Gregg Allman film: Director charged over crew death
The director of a biopic about singer Gregg Allman, and two of the film's producers, are facing involuntary manslaughter charges.
It follows a fatal train crash on the film's set in south east Georgia in February, which led to the death of camera assistant Sarah Jones.
A grand jury charged Randall Miller, producer Jody Savin and executive producer Jay Sedrish on Thursday.
Jones, 27, was hit by a train on the first day of filming Midnight Rider.
Seven other crew members were injured in the incident, which saw the camera assistant fatally struck after the crew placed a bed on the railway tracks in Doctortown while filming a dream sequence.
It is understood the crew were expecting two local trains to pass through, but a third had arrived unexpectedly. A warning whistle was blown, but they had less than a minute to remove the bed from the track.
Miller, Savin and Sedrish are each charged with involuntary manslaughter and criminal trespass, according to a statement from local district attorney Jackie Johnson.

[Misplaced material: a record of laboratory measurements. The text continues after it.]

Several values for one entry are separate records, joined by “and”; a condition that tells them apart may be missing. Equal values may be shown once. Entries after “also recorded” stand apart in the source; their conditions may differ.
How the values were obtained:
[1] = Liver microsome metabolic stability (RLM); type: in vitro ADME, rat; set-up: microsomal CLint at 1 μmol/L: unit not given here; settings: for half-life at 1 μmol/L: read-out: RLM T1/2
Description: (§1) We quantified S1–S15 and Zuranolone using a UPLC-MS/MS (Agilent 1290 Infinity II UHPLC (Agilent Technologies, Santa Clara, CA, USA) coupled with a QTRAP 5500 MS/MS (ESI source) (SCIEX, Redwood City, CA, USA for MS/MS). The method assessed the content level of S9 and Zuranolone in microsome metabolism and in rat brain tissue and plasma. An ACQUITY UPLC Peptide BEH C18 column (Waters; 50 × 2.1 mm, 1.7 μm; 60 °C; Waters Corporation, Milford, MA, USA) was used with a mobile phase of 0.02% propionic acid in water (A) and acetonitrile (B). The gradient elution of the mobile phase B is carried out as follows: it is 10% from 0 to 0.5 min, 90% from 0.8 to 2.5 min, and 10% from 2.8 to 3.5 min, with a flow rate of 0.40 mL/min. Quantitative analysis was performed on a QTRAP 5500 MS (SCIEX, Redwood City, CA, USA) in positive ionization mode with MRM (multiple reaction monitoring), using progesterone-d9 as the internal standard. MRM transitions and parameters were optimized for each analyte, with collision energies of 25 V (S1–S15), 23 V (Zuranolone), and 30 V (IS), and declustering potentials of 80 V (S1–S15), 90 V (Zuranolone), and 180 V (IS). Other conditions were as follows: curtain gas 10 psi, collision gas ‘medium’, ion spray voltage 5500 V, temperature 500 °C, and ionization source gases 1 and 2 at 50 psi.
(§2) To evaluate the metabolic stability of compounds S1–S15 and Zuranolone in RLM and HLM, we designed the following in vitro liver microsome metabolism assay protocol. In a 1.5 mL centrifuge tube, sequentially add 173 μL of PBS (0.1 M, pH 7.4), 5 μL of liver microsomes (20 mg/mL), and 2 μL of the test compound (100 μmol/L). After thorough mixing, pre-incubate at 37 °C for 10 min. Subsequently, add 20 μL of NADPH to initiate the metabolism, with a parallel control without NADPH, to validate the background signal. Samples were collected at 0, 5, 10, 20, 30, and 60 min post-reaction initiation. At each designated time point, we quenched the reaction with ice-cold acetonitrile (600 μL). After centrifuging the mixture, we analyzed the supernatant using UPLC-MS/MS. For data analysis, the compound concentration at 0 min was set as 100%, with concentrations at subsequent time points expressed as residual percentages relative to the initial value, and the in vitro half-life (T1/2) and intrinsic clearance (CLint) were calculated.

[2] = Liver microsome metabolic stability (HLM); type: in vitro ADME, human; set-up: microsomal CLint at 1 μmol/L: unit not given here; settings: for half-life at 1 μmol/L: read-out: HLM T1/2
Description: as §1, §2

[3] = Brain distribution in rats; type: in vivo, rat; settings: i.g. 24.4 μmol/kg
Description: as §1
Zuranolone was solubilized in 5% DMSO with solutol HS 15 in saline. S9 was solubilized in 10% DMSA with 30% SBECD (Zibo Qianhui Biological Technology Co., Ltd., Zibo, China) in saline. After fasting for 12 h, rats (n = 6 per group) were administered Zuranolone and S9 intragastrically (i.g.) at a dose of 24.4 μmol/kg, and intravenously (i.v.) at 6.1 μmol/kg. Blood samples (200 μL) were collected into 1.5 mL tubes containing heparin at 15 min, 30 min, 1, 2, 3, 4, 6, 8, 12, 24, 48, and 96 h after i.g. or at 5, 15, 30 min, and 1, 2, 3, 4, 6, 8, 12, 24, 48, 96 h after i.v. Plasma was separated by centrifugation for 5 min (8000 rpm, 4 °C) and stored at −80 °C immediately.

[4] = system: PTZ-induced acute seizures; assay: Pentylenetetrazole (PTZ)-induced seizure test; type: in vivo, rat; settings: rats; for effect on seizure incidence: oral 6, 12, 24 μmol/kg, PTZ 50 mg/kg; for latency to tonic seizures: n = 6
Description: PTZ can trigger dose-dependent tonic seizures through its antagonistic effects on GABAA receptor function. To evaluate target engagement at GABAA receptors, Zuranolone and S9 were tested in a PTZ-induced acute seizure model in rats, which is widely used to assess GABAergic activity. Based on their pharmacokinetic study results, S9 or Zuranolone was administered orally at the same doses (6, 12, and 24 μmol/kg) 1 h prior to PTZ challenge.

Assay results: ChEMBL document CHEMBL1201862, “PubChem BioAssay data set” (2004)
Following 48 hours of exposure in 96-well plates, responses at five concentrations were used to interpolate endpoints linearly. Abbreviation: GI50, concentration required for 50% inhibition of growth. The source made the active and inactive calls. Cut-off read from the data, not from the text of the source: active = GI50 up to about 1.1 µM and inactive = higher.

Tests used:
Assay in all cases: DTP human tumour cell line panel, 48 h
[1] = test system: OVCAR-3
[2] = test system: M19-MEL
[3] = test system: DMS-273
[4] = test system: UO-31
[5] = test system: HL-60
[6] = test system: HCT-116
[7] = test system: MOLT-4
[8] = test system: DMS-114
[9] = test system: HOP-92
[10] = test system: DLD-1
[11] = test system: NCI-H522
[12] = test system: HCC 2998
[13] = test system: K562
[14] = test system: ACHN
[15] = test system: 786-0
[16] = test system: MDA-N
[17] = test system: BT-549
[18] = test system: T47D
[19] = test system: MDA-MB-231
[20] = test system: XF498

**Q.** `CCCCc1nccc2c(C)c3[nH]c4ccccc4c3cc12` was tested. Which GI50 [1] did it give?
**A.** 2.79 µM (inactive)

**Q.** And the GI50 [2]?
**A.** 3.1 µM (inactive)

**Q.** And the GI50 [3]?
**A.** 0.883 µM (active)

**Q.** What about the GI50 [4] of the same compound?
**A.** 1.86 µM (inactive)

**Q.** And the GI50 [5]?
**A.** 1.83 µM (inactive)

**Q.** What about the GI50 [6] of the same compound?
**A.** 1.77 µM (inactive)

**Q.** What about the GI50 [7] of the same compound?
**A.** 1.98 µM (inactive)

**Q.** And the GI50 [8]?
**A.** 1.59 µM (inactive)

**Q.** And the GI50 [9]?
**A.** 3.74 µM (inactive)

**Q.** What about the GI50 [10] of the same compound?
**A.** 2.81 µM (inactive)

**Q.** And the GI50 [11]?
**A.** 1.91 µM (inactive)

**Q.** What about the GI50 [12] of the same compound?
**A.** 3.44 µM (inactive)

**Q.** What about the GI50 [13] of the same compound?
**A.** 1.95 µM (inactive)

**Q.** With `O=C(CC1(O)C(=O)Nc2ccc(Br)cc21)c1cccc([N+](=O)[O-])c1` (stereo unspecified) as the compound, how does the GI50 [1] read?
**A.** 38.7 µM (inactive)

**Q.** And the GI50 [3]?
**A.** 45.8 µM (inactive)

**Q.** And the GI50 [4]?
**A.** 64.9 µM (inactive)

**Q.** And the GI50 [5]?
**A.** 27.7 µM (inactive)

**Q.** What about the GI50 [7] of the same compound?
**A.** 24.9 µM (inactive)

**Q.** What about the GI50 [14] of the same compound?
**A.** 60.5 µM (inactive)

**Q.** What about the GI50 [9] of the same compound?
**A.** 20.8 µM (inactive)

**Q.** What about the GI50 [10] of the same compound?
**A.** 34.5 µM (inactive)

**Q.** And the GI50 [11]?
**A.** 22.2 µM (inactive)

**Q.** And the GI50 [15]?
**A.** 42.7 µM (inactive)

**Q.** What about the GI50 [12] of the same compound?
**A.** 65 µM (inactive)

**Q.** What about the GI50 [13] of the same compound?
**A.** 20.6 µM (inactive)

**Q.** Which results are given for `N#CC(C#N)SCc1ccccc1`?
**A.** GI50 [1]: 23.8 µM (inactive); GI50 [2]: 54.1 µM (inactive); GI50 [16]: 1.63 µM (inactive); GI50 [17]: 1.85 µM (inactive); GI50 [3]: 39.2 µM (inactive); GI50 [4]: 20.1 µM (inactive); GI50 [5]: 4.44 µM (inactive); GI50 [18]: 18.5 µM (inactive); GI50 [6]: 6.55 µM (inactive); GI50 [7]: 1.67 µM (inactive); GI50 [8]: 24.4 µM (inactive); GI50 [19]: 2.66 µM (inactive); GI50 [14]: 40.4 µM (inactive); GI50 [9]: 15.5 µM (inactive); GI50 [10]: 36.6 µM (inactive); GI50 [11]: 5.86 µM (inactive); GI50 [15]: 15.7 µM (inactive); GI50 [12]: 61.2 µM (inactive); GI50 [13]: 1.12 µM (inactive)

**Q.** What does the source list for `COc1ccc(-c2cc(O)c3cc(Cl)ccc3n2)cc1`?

The prosecution alleges film-makers had "unlawfully and without authority" entered onto the railway tracks "after receiving, prior to that entry, notice from the owner thereof that such entry was denied".
It remains unclear whether the crew had permission to be on the tracks. Local police investigators say they did have permission to be on property nearby.
The manslaughter charges against the film team could bring a possible sentence of 10 years in prison under Georgia law.
In a statement, Jones's father, Richard, said: "[My wife] and I are comfortable that the authorities were both careful and meticulous in investigating and bringing charges related to the incident that took our daughter's life.
"We must allow the criminal justice process to proceed unhindered. Our mission remains the same: to ensure safety on all film sets. Safety for Sarah."
In May, Jones's parents sued the director, producers and other entities affiliated with the film including musician Allman.
The civil case claims film-makers "selected an unreasonably dangerous site for the filming location" and failed to take actions to adequately protect the crew.
Filming on Midnight Rider was suspended in the aftermath of the train tragedy, and actor William Hurt - who was due to play Allman - pulled out of the production.